Story-telling / Story-listening podcast explores multiple Indigenous and cultural epistemologies (worldviews, sciences, pedagogies, cosmology). It documents a practice of recording oral stories/teachings as a method of preparation for climate change (changes to land, water, living beings and inter-relationships). The host, Jessica Hum, aims to build relationships of mutual respect and reciprocity, producing a series of podcasts which serve as a boundary object. As a self-identified Indigenous-Chinese-Canadian person, this research represents a step in the direction of her own personal decolonization.
1.4 Reflections with Melanie Zurba and Sherry Pictou
1:05:54Dr. Melanie Zurba is an Assistant Professor with Dalhousie University where she holds a joint appointment with the School for Resource and Environmental Studies and the College of Sustainability. Melanie is originally from Treaty 1 territory; she has worked collaboratively with Indigenous and marginalized communities in Canada and abroad on issues of land use, food sovereignty, wellbeing and health promotion, and co-management of species and protected areas. Melanie also serves as Chair of the International Union for the Conservation of Nature (IUCN) Theme for Governance, Equity and Rights (TGER) and is Co-Convener of the IUCN Intergenerational Partnership for Sustainability (IPS). Dr. Sherry Pictou is a Mi’kmaw woman from L’sɨtkuk (water cuts through high rocks). She is currently an Assistant Professor in the Women’s Studies Department at Mount Saint Vincent University with a focus on Indigenous Feminism, and transitioning to Dalhousie University as an Assistant Professor in the Faculties of Law and Management. Sherry is former Co-Chair of the World Forum of Fisher Peoples and also a former Chief for her community, Bear River First Nation.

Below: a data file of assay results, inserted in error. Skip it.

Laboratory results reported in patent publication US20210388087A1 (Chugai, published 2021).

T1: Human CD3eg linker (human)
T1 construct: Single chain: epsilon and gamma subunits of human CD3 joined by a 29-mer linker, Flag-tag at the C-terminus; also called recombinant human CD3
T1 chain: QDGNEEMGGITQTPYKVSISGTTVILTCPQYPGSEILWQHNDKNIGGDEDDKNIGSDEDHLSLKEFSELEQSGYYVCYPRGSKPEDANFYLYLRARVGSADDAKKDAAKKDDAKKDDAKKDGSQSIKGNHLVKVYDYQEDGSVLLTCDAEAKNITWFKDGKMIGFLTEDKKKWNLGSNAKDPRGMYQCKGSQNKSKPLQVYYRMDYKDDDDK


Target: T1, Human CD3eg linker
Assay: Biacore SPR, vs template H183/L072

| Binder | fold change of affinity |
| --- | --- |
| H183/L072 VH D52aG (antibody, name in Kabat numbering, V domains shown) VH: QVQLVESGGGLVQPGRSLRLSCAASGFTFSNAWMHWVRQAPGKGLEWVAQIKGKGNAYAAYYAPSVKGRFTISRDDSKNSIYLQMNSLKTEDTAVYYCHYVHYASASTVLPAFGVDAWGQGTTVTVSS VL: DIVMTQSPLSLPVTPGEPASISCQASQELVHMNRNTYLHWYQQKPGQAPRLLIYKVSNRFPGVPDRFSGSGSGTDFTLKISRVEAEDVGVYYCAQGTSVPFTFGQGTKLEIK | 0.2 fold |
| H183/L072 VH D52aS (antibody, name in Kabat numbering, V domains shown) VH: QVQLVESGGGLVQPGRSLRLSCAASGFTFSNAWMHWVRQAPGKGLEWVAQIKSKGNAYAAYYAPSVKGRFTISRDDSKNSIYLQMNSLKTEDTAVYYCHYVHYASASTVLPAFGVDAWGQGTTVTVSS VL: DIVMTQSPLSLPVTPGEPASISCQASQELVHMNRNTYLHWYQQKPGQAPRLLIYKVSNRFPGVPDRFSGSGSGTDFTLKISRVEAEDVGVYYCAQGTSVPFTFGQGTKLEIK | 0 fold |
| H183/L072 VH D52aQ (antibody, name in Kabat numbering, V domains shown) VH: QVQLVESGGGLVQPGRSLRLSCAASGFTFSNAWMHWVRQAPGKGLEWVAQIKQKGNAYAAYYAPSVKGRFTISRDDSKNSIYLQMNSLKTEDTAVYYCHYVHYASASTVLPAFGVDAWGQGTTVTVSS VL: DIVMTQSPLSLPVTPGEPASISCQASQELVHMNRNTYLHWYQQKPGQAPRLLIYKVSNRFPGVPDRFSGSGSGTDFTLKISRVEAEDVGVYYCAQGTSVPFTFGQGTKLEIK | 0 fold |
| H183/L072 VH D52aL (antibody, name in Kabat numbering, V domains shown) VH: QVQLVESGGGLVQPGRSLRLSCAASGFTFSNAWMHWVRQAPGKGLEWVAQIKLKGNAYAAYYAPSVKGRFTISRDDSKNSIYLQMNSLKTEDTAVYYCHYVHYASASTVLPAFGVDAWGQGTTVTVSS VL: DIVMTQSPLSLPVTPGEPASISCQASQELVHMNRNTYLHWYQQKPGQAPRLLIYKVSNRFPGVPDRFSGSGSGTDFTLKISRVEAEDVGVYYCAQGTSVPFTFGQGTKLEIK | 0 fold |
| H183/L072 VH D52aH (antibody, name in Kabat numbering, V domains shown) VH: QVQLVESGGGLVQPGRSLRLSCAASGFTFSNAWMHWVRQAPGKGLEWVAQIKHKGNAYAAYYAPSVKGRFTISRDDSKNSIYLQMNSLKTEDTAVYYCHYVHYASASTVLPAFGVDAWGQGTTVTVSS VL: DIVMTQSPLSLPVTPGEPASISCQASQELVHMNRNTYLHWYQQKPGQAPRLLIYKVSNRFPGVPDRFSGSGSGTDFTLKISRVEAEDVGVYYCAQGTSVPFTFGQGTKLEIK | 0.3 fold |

1.3 Resilience with Albert Marshall
48:30Conversation with Elder Dr. Albert Marshall about Mi'kmaq resilience and responsibilities to all my relations.Dr. Elder Albert Marshall is from Unama’ki, also known as Cape Breton, Nova Scotia. Elder Albert is the highly regarded spokesperson for the Mi’kmaw Elders of Unama’ki on environmental issues. He brought forward the concept of etuaptmumk [eh-tuap-ta-mumk] or two-eyed seeing as a guiding principle for the Integrative Science Program at Cape Breton University, where he received an Honorary Doctorate in 2009. In our conversation, Albert speaks about two-eyed seeing, along with Mi’kmaw principles of Netukulimk (or, sustainability) and M’sit No’kmaq (all my relations).
1.2 Adaptation with Janet Rabesca
49:36Conversation with Janet Rabesca about adapting to climate change. Janet Rabesca is a Tłı̨chǫ citizen, role model to youth, and she values helping others. She has an immense knowledge of travelling safely on her traditional lands and a family history of experience on Tłı̨chǫ lands & waters, especially the Marion River watershed north of Great Slave Lake, in the Northwest Territories.
1.1 Decolonizing Research with John B. Zoe
56:29A conversation with Dr. John B. Zoe about Decolonizing Research with the Tłı̨chǫ Nation.Dr. John B. Zoe was the Chief Land Claims Negotiator for the former Treaty 11 Council of the NWT from 1994 until its conclusion with the establishment of the Tłı̨chǫ Government in 2005. John is now a senior advisor to the Tłı̨chǫ Government. He has an Honourary Doctor of Laws from the University of Alberta in recognition of his work in the development of the new government, as well as his contributions to projects that are built upon a foundation of Tłı̨chǫ language, culture and way of life.
1.0 Introducing Story-telling / Story-listening
3:55STORY-TELLING / STORY-LISTENINGAn experimental project to look at decolonizing research through podcast as storytelling. Your host, Jessica Hum, introduces herself and her motivations for creating this podcast. Your invitation to have a cup of tea, to sit and practice story-listening.